Uber’s License To Operate In London Revoked Due To Safety Concerns, Ride Share Company Fights Back

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Uber’s license to operate in London, England, has been revoked for the second time due to potential safety risks for passengers, NBC reported Monday. Transport for London, also known as TfL, declared this week that the license would not extend past midnight on Monday evening. However, the ride share company has moved to appeal the decision.

TfL claims to have identified “a pattern of failures” in Uber’s operations in the city, which has allegedly put thousands of passengers at risk. The biggest concern was that there had been an alarming change in Uber’s identification system. Unauthorized drivers were able to upload their own photos to verified Uber drivers’ accounts, which led to 14,000 unauthorized trips made in recent months.

“This means all the journeys were uninsured and some passenger journeys took place with unlicensed drivers, one of which had previously had their licence revoked by TfL,” the transport regulator said.

In addition, previously suspended or fired Uber drivers were able to create new accounts and book rides again, leading to several “insurance-related issues.”

TfL, with mayor of London Sadiq Khan’s support, has said that it “can’t be confident that Uber has the robust processes in place to prevent another serious safety breach in the future.”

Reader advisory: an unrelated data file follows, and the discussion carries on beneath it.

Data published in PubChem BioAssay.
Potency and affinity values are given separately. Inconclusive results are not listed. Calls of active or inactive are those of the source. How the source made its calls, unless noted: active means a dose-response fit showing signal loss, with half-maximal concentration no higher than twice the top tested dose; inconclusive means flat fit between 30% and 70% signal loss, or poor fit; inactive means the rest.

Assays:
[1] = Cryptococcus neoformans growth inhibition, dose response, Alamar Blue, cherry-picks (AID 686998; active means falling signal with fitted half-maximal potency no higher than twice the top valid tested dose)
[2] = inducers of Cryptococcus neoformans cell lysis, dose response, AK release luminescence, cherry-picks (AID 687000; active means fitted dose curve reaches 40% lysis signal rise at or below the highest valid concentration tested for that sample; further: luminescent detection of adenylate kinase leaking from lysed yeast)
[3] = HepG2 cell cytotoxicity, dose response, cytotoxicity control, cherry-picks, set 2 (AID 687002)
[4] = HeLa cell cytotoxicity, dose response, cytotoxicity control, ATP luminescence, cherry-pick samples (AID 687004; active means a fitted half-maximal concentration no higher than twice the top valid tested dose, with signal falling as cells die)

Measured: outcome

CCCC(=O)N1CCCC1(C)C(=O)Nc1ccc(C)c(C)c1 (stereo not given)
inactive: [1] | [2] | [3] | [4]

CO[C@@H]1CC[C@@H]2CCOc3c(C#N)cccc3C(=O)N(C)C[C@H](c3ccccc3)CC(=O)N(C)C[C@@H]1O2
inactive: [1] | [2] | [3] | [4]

Uber is not going down without a fight. The business has already announced its plan to appeal TfL’s decision, calling it “extraordinary and wrong,” per Newsweek.

In a tweet on Monday, Uber chief Dara Khosrowshahi declared that the company has “come very far” and “will keep going for the millions of drivers and riders who rely on us.”

Jamie Heywood, Uber’s General Manager for Northern & Eastern Europe, argued that Uber has made significant changes in the last two years and are “setting the standard on safety.”

Heywood explained in a statement that Uber has audited every one of their London drivers and introduced systems to confirm drivers’ identities. In addition, he revealed that the company will add facial recognition software for drivers.

Uber has 21 days to appeal TfL’s ruling and make necessary changes by their next court hearing. In that time, they can continue to operate as usual in London.

Newsweek predicts that a failed appeal could “put driver contracts at risk.”

This is the second time that TfL has taken issue with Uber’s operations, according to CNN. The company was previously at risk of having its London license revoked in 2017 due to Uber’s way of handling “serious crimes.”

Uber appealed the decision and was granted permission to operate for 15 months, followed by a two-month extension in September.

It is unclear at this time what the second appeal process will mean for their future. However, it is no secret that Uber has already been struggling financially, as The New York Times reported a loss of $5.2 billion in August.